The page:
After rumors that Renault might be considering an exit from F1 now that they have achieved their goals of the constructor’s and driver’s championships, CEO Carlos Ghosn has declared their intention to stay for good, according to a report by F1 Racing-live. Which is all very well except that the rumor actually dates from about a year ago and was one of the reasons for Alonso moving to McLaren. Doth the lady protest too much?
It’s the timing that looks odd. No-one was suggesting that Renault was about to leave and everything is set up for next season with Flavio Briatore remaining in charge and the drivers signed up – not even a hint of an early exit there. Is it possible that Renault wants to avoid the mistake of last year when they left their intentions unclear until it was too late to retain Alonso?
That seems the most likely explanation. Perhaps it is only my cynicism regarding manufacturers’ durability in F1 that leads me to read between the lines. Consider this, for example:
“For Renault, this is an investment – and an investment that aids the growth of the Renault brand and Renault’s products,” said company CEO Carlos Ghosn.
He added that Alonso’s back-to-back crown ‘justifies the investment’ of the Boulogne-Billancourt based French manufacturer.
All very true, although it does remind me that I have seen some criticism recently of Renault’s failure to capitalize on the marketing potential inherent in winning the championships. The problem is really hinted at in that statement that their double win “justifies the investment” they have put into F1. And what if they don’t win the titles for a few years? How can they justify such an enormous expenditure then?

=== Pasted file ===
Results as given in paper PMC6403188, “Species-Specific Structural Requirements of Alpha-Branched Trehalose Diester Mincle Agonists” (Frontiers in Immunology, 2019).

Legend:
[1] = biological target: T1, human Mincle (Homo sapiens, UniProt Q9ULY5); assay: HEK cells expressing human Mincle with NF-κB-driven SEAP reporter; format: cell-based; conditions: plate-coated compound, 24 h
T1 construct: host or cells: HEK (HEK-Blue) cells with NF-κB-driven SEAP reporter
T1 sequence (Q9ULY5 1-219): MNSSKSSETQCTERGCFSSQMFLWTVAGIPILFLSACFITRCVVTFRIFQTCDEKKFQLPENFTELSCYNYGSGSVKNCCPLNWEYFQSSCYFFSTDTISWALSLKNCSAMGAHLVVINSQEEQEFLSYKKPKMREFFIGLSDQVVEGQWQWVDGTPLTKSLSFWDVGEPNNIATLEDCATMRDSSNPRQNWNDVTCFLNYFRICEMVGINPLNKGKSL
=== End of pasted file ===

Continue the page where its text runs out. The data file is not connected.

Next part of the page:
It really doesn’t matter what statements are made now – if success begins to elude the company, the bean counters’ voices will get louder and, sooner or later, management is going to have to listen. No organization can continue to pour money into a project that is providing no benefits in return. Maserati found that out and so did Alfa Romeo, Lancia, Jaguar, Porsche and BRM.
The promise to stay “for good” is not only doubtful, it’s unnecessary. Renault need only to assure us that they are here for another year and we will go away happy. And, if they really want to stay forever, maybe they should be looking at FIAT’s solution to the problem – get a team like Ferrari that lives for racing only, support it with money and technical assistance, and let it win the honors for you.
And the rumors of Nissan’s desire to get involved in F1 are the perfect opportunity for Renault to do just that. Since Renault have a 40% stake in the Japanese company, they could bring Nissan into the game in a joint effort with their team, sharing the costs and the marketing advantages, and gradually allowing the team an independence similar to Ferrari’s. I guess the cars could be called Nissan-Renaults – that way, honor would be satisfied.
The bean counters might get a better night’s sleep, too.